Avner rustled the Evening News, pursing fat lips to speak. “I say Machen’s got a damn fine piece about ghostly bowmen saving the boys at Mons in the paper!” Then, folding the page, he proffered, “Given the Boche a right bloody nose!” Read more …

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Wobomagonda: The White Devil

“Major Robert Rogers & an Indian Chief,” from Fort Ticonderoga: A Short History by S. H. P. Pell.

6,042 words

“Their captain was Robert Rogers, of New Hampshire, – a strong, well-knit figure, in dress and appearance more woodsman than soldier . . . He was ambitious and violent, yet able in more ways than one, by no means uneducated, and so skilled in woodcraft, so energetic and resolute, that his services were invaluable.”

 –Francis Parkman, Montcalm and Wolfe (1885) Read more …

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Irreconcilable Differences:
The Two Versions of Black Robe

6,373 words

To Father Paul Laforgue, the Algonkian Indians are savage pagans in dire need of salvation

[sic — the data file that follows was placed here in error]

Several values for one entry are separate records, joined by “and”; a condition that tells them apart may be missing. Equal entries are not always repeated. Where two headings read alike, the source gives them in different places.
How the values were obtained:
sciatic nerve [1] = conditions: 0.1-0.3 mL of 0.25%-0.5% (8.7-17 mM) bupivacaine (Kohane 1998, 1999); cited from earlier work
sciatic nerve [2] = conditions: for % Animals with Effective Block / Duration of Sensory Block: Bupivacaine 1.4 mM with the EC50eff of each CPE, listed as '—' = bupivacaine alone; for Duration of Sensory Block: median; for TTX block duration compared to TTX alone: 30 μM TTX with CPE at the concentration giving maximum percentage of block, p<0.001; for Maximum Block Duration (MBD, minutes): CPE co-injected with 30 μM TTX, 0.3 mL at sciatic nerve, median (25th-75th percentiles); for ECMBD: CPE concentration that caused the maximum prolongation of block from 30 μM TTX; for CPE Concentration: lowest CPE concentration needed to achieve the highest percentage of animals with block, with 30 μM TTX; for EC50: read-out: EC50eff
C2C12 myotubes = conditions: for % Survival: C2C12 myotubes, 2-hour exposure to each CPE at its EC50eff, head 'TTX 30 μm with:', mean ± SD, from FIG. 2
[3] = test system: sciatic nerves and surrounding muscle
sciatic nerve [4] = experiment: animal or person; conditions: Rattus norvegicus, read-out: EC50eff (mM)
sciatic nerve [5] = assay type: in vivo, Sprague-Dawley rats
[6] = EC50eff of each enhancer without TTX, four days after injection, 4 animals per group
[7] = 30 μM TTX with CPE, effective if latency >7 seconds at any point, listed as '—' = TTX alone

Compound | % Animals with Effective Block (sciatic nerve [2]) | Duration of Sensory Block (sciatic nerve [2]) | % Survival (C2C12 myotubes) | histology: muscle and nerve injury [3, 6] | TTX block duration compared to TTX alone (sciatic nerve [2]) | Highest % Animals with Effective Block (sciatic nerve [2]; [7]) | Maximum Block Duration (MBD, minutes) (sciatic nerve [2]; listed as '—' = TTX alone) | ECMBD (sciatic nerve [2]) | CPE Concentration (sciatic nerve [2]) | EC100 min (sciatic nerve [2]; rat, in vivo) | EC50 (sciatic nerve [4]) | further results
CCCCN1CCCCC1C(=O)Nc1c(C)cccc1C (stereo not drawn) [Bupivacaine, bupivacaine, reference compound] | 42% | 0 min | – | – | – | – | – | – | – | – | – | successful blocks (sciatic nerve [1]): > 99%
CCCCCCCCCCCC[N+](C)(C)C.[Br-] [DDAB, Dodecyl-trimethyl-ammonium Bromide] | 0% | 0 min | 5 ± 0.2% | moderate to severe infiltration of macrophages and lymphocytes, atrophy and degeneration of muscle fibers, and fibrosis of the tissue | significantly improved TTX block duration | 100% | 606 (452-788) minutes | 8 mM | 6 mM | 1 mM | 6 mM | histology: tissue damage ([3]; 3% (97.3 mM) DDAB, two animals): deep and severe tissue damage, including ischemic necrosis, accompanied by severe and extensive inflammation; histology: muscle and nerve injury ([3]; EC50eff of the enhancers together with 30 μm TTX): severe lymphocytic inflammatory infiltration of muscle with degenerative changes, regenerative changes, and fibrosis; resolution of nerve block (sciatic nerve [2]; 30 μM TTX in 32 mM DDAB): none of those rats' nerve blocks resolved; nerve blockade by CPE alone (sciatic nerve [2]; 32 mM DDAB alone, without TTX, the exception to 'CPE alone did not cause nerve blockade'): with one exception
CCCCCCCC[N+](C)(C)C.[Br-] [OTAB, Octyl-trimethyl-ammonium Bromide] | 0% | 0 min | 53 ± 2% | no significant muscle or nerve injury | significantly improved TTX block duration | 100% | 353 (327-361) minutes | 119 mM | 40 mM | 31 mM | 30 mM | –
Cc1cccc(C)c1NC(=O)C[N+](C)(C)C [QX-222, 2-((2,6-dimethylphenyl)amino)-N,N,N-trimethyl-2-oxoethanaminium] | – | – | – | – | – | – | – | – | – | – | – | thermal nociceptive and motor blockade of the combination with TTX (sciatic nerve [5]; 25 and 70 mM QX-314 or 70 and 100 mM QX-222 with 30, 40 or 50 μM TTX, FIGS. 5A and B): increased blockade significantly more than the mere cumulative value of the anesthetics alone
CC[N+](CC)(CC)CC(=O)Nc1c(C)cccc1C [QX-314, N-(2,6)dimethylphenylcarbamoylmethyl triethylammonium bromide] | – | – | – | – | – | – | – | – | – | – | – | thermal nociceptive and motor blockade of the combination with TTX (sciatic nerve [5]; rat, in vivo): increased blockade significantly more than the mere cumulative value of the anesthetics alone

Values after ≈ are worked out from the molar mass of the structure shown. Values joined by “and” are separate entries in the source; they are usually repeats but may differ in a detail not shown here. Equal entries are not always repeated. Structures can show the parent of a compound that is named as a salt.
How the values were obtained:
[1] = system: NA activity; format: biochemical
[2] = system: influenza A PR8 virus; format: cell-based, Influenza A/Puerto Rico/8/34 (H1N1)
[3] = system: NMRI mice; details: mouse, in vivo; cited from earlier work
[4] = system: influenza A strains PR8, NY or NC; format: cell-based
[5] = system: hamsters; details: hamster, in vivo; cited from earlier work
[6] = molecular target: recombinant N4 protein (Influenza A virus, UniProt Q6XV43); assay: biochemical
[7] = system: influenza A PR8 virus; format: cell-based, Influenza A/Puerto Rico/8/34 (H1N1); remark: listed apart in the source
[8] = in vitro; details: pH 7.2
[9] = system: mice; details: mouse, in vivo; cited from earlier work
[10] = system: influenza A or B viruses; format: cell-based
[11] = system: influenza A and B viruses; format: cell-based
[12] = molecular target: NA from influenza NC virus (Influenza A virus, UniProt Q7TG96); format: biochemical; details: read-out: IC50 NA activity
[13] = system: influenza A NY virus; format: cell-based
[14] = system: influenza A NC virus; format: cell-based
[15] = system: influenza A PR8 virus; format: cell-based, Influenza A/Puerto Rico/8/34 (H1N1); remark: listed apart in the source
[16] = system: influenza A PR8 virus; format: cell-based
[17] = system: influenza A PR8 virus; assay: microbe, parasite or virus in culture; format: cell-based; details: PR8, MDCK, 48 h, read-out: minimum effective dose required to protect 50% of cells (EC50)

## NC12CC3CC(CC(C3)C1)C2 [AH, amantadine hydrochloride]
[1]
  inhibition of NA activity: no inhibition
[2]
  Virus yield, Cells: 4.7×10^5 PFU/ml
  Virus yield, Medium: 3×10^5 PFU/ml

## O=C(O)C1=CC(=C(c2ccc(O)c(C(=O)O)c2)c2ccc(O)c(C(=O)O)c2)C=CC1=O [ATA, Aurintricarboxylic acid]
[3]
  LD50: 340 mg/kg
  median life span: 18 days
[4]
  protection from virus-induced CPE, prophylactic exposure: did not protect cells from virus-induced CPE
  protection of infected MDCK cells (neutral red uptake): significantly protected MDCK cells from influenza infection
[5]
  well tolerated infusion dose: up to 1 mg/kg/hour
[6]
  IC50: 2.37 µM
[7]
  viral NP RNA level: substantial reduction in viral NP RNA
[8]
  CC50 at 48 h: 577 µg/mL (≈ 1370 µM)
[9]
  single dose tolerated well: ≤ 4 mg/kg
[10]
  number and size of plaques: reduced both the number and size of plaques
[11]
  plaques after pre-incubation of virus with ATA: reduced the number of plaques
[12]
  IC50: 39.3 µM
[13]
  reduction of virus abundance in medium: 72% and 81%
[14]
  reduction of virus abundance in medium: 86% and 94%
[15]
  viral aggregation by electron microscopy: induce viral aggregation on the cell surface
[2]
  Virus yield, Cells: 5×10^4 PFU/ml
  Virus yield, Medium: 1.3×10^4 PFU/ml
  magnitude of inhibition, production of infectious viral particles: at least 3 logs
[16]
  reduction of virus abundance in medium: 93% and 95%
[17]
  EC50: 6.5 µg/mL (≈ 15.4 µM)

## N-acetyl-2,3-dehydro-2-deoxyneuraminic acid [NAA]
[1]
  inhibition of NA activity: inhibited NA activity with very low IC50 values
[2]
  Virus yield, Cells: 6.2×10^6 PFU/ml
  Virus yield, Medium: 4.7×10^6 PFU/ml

To the Algonkian Indians, Catholic priests are greedy, selfish, Norman pigs of sorcerers

–An excerpt from the back cover of the 1987 Paladin edition of Black Robe Read more …

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Festival of the Celts

1,944 words

We are the last people on earth, and the last to be free: our very remoteness in a land known only to rumour has protected us up till this day. Today the furthest bounds of Britain lie open – and everything unknown is given an inflated worth. But now there is no people beyond us, nothing but tides and rocks . . . Read more …